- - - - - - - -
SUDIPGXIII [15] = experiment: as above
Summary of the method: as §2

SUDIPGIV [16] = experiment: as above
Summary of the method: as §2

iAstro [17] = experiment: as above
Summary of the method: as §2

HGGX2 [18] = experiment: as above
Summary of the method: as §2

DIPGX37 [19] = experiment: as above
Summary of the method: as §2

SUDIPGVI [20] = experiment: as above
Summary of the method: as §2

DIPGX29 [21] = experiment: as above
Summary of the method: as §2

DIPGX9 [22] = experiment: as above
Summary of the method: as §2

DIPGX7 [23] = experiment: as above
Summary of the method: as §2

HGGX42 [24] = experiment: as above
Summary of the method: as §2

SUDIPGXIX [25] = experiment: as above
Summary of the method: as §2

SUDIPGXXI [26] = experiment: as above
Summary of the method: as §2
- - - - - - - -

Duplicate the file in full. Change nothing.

SUDIPGXIII [15] = experiment: as above
Summary of the method: as §2

SUDIPGIV [16] = experiment: as above
Summary of the method: as §2

iAstro [17] = experiment: as above
Summary of the method: as §2

HGGX2 [18] = experiment: as above
Summary of the method: as §2

DIPGX37 [19] = experiment: as above
Summary of the method: as §2

SUDIPGVI [20] = experiment: as above
Summary of the method: as §2

DIPGX29 [21] = experiment: as above
Summary of the method: as §2

DIPGX9 [22] = experiment: as above
Summary of the method: as §2

DIPGX7 [23] = experiment: as above
Summary of the method: as §2

HGGX42 [24] = experiment: as above
Summary of the method: as §2

SUDIPGXIX [25] = experiment: as above
Summary of the method: as §2

SUDIPGXXI [26] = experiment: as above
Summary of the method: as §2